Cambodia puts its arduous titling process for Indigenous land up for review

Since 2009, Cambodia has had a legal process by which Indigenous communities can obtain legal title to their traditional land. Of around 455 Indigenous communities in Cambodia, 33 have been granted land titles.

Ethnic Kui Indigenous people have for generations mined the mountains and streams of Cambodia’s Romtom commune for their livelihoods. But those traditions shifted as Delcom, a Malaysian-owned gold-mining company, began digging up the land in the early 2010s and confronting artisanal miners with armed guards. Miners at that time said their peers had gone abroad to seek new jobs, while those who remained were broke.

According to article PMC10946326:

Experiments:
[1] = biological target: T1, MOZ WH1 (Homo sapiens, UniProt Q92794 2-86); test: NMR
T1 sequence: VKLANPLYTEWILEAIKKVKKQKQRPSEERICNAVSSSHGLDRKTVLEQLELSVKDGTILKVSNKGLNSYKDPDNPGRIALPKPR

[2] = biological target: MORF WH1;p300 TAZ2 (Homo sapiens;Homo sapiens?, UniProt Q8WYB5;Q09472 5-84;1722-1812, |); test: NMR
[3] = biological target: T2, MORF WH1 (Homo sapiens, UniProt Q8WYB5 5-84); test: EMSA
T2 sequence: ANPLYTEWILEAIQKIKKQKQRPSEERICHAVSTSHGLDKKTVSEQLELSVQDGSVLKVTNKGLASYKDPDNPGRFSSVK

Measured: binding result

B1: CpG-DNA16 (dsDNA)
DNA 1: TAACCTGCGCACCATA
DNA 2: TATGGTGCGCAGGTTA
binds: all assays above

Several years later, the community faced new pressure from Delcom. The company began stretching itself further, eating into farmland, and again choking the Kui communities’ livelihoods. With renewed frustrations, residents spoke to environmental activists; during the interviews one woman named a person she was told was in charge of the area, without knowing that the man is a powerful general named in several notorious land disputes.

Unbeknown to the residents living around it, the Delcom gold mine had been transferred from a Malaysian conglomerate to Chinese owners, a transaction whose details remain scant.

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